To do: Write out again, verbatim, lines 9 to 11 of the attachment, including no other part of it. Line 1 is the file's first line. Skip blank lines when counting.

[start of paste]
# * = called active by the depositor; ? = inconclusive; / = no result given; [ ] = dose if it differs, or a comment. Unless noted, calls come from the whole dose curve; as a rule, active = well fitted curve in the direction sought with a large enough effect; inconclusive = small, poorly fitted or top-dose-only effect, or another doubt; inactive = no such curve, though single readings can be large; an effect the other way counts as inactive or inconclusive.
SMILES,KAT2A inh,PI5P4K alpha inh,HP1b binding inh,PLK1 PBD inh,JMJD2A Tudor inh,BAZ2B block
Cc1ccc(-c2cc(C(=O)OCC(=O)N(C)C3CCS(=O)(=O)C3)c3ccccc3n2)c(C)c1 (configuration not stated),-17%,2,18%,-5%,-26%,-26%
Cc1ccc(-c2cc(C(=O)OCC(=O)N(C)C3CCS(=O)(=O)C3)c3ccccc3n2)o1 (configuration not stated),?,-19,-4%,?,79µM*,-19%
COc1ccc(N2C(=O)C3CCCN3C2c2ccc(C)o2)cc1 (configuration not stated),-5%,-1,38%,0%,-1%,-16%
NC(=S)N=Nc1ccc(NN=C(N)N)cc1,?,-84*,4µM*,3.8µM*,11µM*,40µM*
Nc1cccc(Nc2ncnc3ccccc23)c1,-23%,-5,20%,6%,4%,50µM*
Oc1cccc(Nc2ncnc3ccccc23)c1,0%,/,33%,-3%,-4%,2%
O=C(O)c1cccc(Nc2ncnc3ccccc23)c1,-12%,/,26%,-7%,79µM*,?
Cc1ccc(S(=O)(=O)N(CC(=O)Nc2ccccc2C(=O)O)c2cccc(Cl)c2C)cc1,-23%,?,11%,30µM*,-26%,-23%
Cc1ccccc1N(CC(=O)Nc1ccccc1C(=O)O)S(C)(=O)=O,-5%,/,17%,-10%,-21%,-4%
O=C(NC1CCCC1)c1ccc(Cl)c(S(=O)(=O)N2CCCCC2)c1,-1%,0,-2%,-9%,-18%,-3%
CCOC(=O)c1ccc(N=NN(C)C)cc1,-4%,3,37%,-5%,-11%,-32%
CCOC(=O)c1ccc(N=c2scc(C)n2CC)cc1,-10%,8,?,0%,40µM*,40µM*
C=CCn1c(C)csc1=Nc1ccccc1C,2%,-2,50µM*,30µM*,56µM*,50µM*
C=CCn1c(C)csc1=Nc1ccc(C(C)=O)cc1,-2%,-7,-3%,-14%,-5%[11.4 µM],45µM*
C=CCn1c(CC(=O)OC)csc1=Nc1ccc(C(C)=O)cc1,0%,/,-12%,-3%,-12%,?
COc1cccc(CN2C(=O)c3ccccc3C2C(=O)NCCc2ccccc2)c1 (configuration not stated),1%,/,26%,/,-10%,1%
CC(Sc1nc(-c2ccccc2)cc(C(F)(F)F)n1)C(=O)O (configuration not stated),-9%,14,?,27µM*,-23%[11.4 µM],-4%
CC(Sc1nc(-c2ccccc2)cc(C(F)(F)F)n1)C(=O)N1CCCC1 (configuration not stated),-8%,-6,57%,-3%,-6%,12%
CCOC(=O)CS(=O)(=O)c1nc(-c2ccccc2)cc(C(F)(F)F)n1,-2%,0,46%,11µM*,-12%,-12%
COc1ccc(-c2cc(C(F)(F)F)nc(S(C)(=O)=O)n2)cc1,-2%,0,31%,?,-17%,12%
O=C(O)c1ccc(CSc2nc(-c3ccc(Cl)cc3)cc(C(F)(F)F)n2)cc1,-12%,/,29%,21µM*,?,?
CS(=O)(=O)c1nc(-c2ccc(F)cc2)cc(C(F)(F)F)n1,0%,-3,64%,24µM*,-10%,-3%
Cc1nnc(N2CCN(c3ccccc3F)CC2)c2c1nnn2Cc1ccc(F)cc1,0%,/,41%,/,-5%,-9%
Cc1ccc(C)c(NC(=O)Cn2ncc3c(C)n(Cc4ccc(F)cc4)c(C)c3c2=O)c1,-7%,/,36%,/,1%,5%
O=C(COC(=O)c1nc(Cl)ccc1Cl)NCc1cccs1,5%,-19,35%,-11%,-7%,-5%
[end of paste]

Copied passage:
O=C(O)c1cccc(Nc2ncnc3ccccc23)c1,-12%,/,26%,-7%,79µM*,?
Cc1ccc(S(=O)(=O)N(CC(=O)Nc2ccccc2C(=O)O)c2cccc(Cl)c2C)cc1,-23%,?,11%,30µM*,-26%,-23%
Cc1ccccc1N(CC(=O)Nc1ccccc1C(=O)O)S(C)(=O)=O,-5%,/,17%,-10%,-21%,-4%